Terrorists Exploit our Immigration System through Fraud and Porous Borders
- Sheik Omar Abdul Rahman, an imam, had arrived on an R-1 visa for "religious workers" and masterminded the 1993 World Trade Center bombing.
- "[T]he 19 terrorists who attacked us on 9/11 used some 365 false aliases in order to create their false identities. Further, that all 19 hijackers entered the USA through a port of entry and they do so under assumed identities, concealing their true identities, criminal backgrounds other issues that if known by the inspector at the time of entry would have served as a basis for denial of admission. Others enter with valid visas or waiver programs and then they violate their respective immigration status - this means they overstay the allotted period of time for which they were admitted, they accept employment without proper authorization, or they get arrested and are convicted of a felony." -- CIS, Testimony before the State of Maryland House of Delegates on The Proposed Issuance of Maryland State Driver's License to Illegal Aliens, February 18, 2004 -- referencing former INS Agent Michael Cutler
- 9/11 hijackers violated numerous immigration laws before committing their terrorist acts, but none were caught.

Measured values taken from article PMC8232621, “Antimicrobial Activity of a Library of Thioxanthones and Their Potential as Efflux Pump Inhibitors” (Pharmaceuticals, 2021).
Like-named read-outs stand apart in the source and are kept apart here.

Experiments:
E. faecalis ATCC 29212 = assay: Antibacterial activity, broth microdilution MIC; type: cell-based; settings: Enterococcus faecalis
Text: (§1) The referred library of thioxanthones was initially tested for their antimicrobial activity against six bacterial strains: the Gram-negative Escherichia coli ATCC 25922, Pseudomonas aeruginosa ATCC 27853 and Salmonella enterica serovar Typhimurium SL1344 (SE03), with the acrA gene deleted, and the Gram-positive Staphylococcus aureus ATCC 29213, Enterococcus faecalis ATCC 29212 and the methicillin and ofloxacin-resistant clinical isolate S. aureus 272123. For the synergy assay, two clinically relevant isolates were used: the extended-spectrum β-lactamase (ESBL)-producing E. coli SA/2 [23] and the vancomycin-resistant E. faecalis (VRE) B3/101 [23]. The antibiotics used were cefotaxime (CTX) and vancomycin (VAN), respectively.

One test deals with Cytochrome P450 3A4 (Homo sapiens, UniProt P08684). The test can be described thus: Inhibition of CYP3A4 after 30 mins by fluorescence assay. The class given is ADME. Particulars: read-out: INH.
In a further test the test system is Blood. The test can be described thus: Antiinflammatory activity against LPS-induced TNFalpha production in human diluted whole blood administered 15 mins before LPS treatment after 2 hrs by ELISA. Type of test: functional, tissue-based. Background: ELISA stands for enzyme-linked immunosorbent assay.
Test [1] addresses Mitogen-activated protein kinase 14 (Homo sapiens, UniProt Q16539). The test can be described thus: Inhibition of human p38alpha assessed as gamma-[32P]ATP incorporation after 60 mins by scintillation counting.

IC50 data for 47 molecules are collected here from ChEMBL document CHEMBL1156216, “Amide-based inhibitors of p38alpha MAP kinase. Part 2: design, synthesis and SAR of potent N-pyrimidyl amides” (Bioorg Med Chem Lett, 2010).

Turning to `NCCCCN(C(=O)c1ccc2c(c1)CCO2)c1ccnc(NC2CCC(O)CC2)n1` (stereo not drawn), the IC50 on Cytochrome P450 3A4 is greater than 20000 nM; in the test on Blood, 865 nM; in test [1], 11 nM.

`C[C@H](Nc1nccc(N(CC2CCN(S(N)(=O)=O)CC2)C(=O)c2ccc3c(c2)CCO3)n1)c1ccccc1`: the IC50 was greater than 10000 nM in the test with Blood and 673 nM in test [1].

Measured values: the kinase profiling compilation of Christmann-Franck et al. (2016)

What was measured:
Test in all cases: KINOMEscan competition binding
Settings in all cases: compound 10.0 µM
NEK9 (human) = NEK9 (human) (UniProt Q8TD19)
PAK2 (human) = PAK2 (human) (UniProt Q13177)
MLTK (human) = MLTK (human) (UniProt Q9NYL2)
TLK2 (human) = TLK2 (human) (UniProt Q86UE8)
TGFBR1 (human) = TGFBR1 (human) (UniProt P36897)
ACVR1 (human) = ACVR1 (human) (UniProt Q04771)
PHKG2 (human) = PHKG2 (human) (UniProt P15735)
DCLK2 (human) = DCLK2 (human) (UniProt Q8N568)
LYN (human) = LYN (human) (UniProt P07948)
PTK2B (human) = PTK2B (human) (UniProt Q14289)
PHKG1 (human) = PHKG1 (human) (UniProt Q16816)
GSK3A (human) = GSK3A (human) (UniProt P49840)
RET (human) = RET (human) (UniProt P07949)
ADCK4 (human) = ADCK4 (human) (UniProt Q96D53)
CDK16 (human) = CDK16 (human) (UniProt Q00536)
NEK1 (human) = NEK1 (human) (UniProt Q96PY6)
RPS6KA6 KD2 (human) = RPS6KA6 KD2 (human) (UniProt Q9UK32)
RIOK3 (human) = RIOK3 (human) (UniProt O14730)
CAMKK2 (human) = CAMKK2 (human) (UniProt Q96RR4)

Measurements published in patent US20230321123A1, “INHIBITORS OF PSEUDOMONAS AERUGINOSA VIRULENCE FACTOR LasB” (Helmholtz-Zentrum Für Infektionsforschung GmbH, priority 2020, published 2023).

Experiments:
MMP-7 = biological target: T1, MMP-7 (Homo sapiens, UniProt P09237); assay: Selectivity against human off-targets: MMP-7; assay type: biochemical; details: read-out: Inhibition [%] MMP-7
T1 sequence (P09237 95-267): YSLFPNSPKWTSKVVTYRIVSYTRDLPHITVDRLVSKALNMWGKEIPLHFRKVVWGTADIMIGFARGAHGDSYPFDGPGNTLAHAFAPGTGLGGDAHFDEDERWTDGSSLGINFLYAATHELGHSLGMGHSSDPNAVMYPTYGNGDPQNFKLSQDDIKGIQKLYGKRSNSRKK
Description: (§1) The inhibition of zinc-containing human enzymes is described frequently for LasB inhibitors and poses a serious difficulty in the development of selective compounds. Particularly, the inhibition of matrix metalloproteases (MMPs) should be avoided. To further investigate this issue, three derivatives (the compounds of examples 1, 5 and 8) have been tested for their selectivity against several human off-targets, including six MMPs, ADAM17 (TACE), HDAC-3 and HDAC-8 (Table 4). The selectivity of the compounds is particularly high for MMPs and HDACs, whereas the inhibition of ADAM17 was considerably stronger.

- Lack of a fully-operational entry/exit system enabled 9/11 hijacker Satam al Suqami to board flight 11.
- Three Hezbollah agents were arrested at the Mexican border in 2002. They were convicted and one of them, Salim Boughader, was extradited to the U.S. for further prosecution. -- CIS, The Weaponization of Immigration, February 2008, Cato
- Umar Farouk Abdulmutallab was able to board a plane (with the intention of blowing it up) for the U.S. in December of 2009 with a visa, despite an ongoing investigation. In an interview with NPR, former DHS Secretary Michael Chertoff confessed that, nearly 9 years after 9/11, "there isn't normally a review of visas once they've been issued." CIS' Janice Kephart blames a "travel-facilitation mentality" at the State Department and at embassies abroad.
- Faisal Shahzad, who attempted to detonate a bomb in Times Square in 2010, exploited the immigration system in the years running up to his failed terrorist act.
Border Basics: What Is Terrorist Travel?
Watch the Video by Janice Kephart, Center for Immigration Studies
Verifying identity, authenticating travel documents, and assuring legal status to live and work in the United States have all proven their worth in improving security. Since terrorists exploit many of the same border vulnerabilities as identity thieves, drug runners, alien smugglers, and illegal aliens to enter and stay in the United States illicitly, it is imperative that the lessons learned and reforms recommended by the 9/11 Commission remain on the front burner of policy development. And yet solid programs that work to expose, deter, and arrest fraud are at risk of stagnating or even being rolled back.